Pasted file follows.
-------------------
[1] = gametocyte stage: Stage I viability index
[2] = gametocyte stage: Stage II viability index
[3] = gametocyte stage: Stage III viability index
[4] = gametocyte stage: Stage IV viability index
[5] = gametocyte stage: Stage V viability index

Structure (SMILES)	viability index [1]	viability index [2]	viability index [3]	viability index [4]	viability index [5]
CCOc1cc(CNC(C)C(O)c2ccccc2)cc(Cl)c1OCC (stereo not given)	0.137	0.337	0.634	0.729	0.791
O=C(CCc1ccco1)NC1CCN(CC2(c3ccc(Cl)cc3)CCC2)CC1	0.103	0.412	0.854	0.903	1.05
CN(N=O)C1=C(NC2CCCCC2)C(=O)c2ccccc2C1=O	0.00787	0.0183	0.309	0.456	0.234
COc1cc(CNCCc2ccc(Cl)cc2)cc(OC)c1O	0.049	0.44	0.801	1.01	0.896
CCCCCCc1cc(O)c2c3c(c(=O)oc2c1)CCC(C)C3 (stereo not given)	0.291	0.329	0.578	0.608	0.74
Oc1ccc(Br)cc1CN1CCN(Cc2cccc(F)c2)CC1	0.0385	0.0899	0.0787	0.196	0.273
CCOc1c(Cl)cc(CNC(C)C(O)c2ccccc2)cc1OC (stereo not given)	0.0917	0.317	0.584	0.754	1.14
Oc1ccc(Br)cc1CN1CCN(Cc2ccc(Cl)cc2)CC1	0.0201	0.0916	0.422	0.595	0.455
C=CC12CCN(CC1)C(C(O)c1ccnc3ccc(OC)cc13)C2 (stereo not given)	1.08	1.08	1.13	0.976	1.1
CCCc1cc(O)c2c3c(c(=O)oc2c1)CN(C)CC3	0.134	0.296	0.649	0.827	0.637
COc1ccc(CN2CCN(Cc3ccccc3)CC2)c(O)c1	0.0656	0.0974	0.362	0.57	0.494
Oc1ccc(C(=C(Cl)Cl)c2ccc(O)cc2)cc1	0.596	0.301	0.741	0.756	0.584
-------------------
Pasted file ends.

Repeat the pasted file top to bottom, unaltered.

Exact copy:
[1] = gametocyte stage: Stage I viability index
[2] = gametocyte stage: Stage II viability index
[3] = gametocyte stage: Stage III viability index
[4] = gametocyte stage: Stage IV viability index
[5] = gametocyte stage: Stage V viability index

Structure (SMILES)	viability index [1]	viability index [2]	viability index [3]	viability index [4]	viability index [5]
CCOc1cc(CNC(C)C(O)c2ccccc2)cc(Cl)c1OCC (stereo not given)	0.137	0.337	0.634	0.729	0.791
O=C(CCc1ccco1)NC1CCN(CC2(c3ccc(Cl)cc3)CCC2)CC1	0.103	0.412	0.854	0.903	1.05
CN(N=O)C1=C(NC2CCCCC2)C(=O)c2ccccc2C1=O	0.00787	0.0183	0.309	0.456	0.234
COc1cc(CNCCc2ccc(Cl)cc2)cc(OC)c1O	0.049	0.44	0.801	1.01	0.896
CCCCCCc1cc(O)c2c3c(c(=O)oc2c1)CCC(C)C3 (stereo not given)	0.291	0.329	0.578	0.608	0.74
Oc1ccc(Br)cc1CN1CCN(Cc2cccc(F)c2)CC1	0.0385	0.0899	0.0787	0.196	0.273
CCOc1c(Cl)cc(CNC(C)C(O)c2ccccc2)cc1OC (stereo not given)	0.0917	0.317	0.584	0.754	1.14
Oc1ccc(Br)cc1CN1CCN(Cc2ccc(Cl)cc2)CC1	0.0201	0.0916	0.422	0.595	0.455
C=CC12CCN(CC1)C(C(O)c1ccnc3ccc(OC)cc13)C2 (stereo not given)	1.08	1.08	1.13	0.976	1.1
CCCc1cc(O)c2c3c(c(=O)oc2c1)CN(C)CC3	0.134	0.296	0.649	0.827	0.637
COc1ccc(CN2CCN(Cc3ccccc3)CC2)c(O)c1	0.0656	0.0974	0.362	0.57	0.494
Oc1ccc(C(=C(Cl)Cl)c2ccc(O)cc2)cc1	0.596	0.301	0.741	0.756	0.584